Vargas’ performance as pretty as his attire |

Vargas’ performance as pretty as his attire

Tim Parsons

Fernando Vargas’ place in boxing is like the hair on his head. He’s one of a selected few at the very top.

The IBF junior middleweight champion answered the toughest test of his young career Saturday at Caesars Tahoe with the usual, impeccable result. In his second title defense, the “ferocious” one knocked out Raul Marquez in the 11th round to raise his record to 17-0 with 17 knockouts.

In front of a sellout crowd of 2,000 that included a huge Mexican-American contingent and basketball great Magic Johnson, Vargas displayed tremendous punching power with cat-like quickness, superb boxing strategy along with an ability to improvise – and not one hint of humility.

In the weeks before the fight both boxers did their best to verbally disrespect each other. Vargas reportedly was fined for pushing Marquez at Friday’s weigh-in. Earlier at a press conference, Marquez tried to show up Vargas by presenting him with an Oscar De La Hoya T-shirt. Marquez is a friend and 1992 Olympic roommate of De La Hoya, the welterweight champ who is an icon to Mexican-Americans and the object of jealously from Vargas, who would dearly love to meet him in the ring.

After referee Joe Cortez pulled Vargas from Marquez, who was defenseless, bloodied and laying against the ropes at the 2-minute mark in the 11th round, the champ elected to take one more shot. He retrieved the T-shirt and tossed it into Marquez’s corner. A brief scuffle between the opposing cornermen ensued.

“I told him I was going to give him back the shirt so he could wipe the blood off his face,” Vargas said at a postfight press conference/victory party attended by about 200 family members and supporters.

The face of Marquez, indeed, was a mess. He sustained a cut over his left eye in the first round, in which for a while he appeared close to being knocked down. With each round his face became more red and swollen, and late in the bout he was cut near his right eye. Marquez skipped the press conference so he could visit the hospital.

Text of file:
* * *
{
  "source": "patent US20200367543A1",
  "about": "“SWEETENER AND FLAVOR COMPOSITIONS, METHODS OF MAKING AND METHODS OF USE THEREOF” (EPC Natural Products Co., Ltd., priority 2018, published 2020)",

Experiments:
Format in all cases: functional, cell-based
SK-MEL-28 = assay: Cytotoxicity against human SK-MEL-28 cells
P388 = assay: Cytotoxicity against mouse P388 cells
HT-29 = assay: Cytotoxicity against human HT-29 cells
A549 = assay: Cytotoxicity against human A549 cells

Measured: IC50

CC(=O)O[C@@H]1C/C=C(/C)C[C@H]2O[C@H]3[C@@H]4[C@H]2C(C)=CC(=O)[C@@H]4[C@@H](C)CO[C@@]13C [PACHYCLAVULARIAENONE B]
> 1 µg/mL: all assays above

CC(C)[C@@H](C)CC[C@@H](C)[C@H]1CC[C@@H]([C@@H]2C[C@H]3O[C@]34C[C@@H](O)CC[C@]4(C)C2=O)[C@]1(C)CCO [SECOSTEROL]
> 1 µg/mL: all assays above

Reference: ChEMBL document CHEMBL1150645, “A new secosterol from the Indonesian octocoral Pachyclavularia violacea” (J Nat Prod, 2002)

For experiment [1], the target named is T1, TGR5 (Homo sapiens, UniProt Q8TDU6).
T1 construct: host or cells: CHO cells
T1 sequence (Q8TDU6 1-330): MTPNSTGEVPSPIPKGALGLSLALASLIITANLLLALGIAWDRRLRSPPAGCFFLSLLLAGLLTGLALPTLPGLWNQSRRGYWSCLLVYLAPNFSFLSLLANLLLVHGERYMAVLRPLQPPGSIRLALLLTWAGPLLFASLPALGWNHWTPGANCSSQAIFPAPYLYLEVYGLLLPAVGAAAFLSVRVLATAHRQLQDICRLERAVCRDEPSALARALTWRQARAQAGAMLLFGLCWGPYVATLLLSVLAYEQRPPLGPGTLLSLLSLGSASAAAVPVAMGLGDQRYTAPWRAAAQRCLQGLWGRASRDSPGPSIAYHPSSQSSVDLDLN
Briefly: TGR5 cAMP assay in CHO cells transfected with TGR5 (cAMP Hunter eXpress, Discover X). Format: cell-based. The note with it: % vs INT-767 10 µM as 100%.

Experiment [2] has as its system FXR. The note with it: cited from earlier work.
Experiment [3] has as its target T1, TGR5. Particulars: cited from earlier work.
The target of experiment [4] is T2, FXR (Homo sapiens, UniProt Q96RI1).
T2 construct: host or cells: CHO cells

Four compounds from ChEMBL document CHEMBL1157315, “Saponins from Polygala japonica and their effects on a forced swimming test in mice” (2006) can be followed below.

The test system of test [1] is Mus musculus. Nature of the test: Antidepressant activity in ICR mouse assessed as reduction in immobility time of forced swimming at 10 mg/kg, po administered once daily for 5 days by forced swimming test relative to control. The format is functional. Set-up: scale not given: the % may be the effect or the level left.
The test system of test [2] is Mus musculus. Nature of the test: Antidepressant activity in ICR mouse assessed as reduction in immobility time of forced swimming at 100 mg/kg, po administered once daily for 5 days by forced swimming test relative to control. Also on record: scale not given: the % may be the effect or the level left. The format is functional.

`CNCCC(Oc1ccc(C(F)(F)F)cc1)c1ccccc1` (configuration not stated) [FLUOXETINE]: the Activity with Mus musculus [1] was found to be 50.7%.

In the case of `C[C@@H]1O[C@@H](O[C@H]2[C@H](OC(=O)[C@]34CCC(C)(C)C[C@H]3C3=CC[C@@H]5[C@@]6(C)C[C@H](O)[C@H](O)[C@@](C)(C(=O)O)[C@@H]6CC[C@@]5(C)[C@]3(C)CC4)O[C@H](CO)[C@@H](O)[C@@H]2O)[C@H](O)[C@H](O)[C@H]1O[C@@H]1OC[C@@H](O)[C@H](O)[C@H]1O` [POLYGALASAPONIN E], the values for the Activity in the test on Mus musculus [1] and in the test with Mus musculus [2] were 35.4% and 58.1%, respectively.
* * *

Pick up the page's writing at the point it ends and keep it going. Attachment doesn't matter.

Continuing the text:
Vargas was a contrast in appearance. The 21-year-old’s face was unmarked. His high-fade haircut touched with golden tiger stripes smartly matched his tiger boots and trunks, which he adorned with the IBF belt.

Vargas dominated the fight. Only two or three rounds were close. However, the veteran Marquez, who actually set the pace by moving forward, was crafty enough to take just one or two punches at a time.

The punches Vargas landed packed a wallop.

“I am amazed at how much he took,” Vargas said. “He’s a tough fighter. Tonight Fernando Vargas took it to the next level.”

Marquez was interviewed on HBO immediatley after the fight.

“(Vargas) fought a very intellegent fight,” he said. “I could never catch him. I’ve got to give it to him. He was better than I thought he was. … This will probably be my last fight.”

No other opponent before had gone beyond the seventh round against Vargas. Although Marquez’s face looked like a jack-o-lantern, he only appeared in serious trouble in the first round. It seemed that he would be the first to extend Vargas to 12 rounds. A left hook to the body in the 11th ended that notion.

Vargas jumped on the hurt Marquez with a, well, ferocious flurry of punches. Cortez called an end to it before the former champion went down, but it was clearly a proper decision.

“People wondered if I could go the full 12 rounds because my fights are usually over by the second round,” Vargas said. “I’m sure you can give me the last round and a half and say now that I can go 12 rounds.”

Vargas did appear winded at times during the last half of the bout. After taking a low blow in the sixth, the fight slowed with Vargas fighting in flurries. Vargas often was breathing from his mouth, and his mouthpiece fell out three times, giving him time for a breather.

“My mouthpiece didn’t fit,” Vargas explained. “I’ll get a new one.”

Marquez did have some good moments. He landed some combinations, especially in the later rounds, and a few times backed Vargas into the ropes. But his punches didn’t have the power to hurt Vargas.

In the sixth, Marquez was penalized a point for landing a low blow. It took Vargas two minutes to recover.

“The only other time I’ve been hit low like that was from my sister,” Vargas said. “And I was down a lot longer for that one than I was for this one.”

Vargas said his goal now is to fight former Olympian David Reid and unify the 154-pound title. Eventually, of course, he would like to face De La Hoya, who would have to move up in weight for the match to occur.

“I idolized him when I was growing up,” Vargas said. “But when I met him, he wasn’t the same guy I saw on TV. … I am at his level now.”

Notes: Forum Fights will be hosting a card at Stateline on September 25, Caesars Tahoe spokeswoman Trish Gilbert said. The fighters have not been announced. … An additional 400 seats were added at the Showroom for the fight. It was the largest attendance for boxing card at Stateline in at least eight years. … One of the biggest ovations of the night came when ring announcer Michael Buffer announced the presence of Johnson, who walked in about five minutes before the David Tua bout. “We had no idea he was coming,” Gilbert said. … Vargas made $500,000 for the fight. Marquez (30-2) earned $100,000.

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